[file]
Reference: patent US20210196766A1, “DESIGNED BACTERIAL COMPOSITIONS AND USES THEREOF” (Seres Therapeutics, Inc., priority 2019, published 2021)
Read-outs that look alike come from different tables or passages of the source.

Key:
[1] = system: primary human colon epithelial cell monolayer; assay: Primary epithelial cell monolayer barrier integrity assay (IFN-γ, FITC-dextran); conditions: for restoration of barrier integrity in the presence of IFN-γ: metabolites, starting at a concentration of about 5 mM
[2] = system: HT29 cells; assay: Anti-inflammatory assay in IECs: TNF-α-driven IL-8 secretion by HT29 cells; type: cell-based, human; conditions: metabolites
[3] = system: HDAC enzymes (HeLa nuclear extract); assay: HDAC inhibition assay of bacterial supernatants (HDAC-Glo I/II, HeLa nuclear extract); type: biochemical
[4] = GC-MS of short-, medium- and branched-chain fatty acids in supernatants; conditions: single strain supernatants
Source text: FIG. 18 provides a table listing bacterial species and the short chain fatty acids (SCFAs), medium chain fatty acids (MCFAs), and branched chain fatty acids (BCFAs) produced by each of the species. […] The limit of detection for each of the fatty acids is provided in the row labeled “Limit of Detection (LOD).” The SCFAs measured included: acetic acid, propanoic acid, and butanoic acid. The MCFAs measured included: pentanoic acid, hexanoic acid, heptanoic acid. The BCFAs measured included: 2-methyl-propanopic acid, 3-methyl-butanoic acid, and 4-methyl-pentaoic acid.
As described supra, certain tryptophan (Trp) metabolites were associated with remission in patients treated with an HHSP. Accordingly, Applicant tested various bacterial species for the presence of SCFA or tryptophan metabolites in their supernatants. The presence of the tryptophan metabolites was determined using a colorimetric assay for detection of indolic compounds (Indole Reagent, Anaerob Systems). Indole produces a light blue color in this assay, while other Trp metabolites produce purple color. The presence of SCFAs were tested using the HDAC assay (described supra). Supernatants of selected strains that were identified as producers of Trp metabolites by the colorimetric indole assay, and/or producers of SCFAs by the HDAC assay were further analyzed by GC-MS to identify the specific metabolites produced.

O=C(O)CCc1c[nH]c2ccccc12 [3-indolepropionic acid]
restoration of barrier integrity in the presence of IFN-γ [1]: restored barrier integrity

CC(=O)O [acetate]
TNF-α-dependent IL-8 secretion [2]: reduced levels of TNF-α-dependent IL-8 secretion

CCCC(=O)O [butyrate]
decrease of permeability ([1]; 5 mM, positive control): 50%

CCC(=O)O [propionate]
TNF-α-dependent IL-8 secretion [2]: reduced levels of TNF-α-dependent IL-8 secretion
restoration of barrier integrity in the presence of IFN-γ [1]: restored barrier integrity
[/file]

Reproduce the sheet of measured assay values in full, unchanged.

Reference: patent US20210196766A1, “DESIGNED BACTERIAL COMPOSITIONS AND USES THEREOF” (Seres Therapeutics, Inc., priority 2019, published 2021)
Read-outs that look alike come from different tables or passages of the source.

Key:
[1] = system: primary human colon epithelial cell monolayer; assay: Primary epithelial cell monolayer barrier integrity assay (IFN-γ, FITC-dextran); conditions: for restoration of barrier integrity in the presence of IFN-γ: metabolites, starting at a concentration of about 5 mM
[2] = system: HT29 cells; assay: Anti-inflammatory assay in IECs: TNF-α-driven IL-8 secretion by HT29 cells; type: cell-based, human; conditions: metabolites
[3] = system: HDAC enzymes (HeLa nuclear extract); assay: HDAC inhibition assay of bacterial supernatants (HDAC-Glo I/II, HeLa nuclear extract); type: biochemical
[4] = GC-MS of short-, medium- and branched-chain fatty acids in supernatants; conditions: single strain supernatants
Source text: FIG. 18 provides a table listing bacterial species and the short chain fatty acids (SCFAs), medium chain fatty acids (MCFAs), and branched chain fatty acids (BCFAs) produced by each of the species. […] The limit of detection for each of the fatty acids is provided in the row labeled “Limit of Detection (LOD).” The SCFAs measured included: acetic acid, propanoic acid, and butanoic acid. The MCFAs measured included: pentanoic acid, hexanoic acid, heptanoic acid. The BCFAs measured included: 2-methyl-propanopic acid, 3-methyl-butanoic acid, and 4-methyl-pentaoic acid.
As described supra, certain tryptophan (Trp) metabolites were associated with remission in patients treated with an HHSP. Accordingly, Applicant tested various bacterial species for the presence of SCFA or tryptophan metabolites in their supernatants. The presence of the tryptophan metabolites was determined using a colorimetric assay for detection of indolic compounds (Indole Reagent, Anaerob Systems). Indole produces a light blue color in this assay, while other Trp metabolites produce purple color. The presence of SCFAs were tested using the HDAC assay (described supra). Supernatants of selected strains that were identified as producers of Trp metabolites by the colorimetric indole assay, and/or producers of SCFAs by the HDAC assay were further analyzed by GC-MS to identify the specific metabolites produced.

O=C(O)CCc1c[nH]c2ccccc12 [3-indolepropionic acid]
restoration of barrier integrity in the presence of IFN-γ [1]: restored barrier integrity

CC(=O)O [acetate]
TNF-α-dependent IL-8 secretion [2]: reduced levels of TNF-α-dependent IL-8 secretion

CCCC(=O)O [butyrate]
decrease of permeability ([1]; 5 mM, positive control): 50%

CCC(=O)O [propionate]
TNF-α-dependent IL-8 secretion [2]: reduced levels of TNF-α-dependent IL-8 secretion
restoration of barrier integrity in the presence of IFN-γ [1]: restored barrier integrity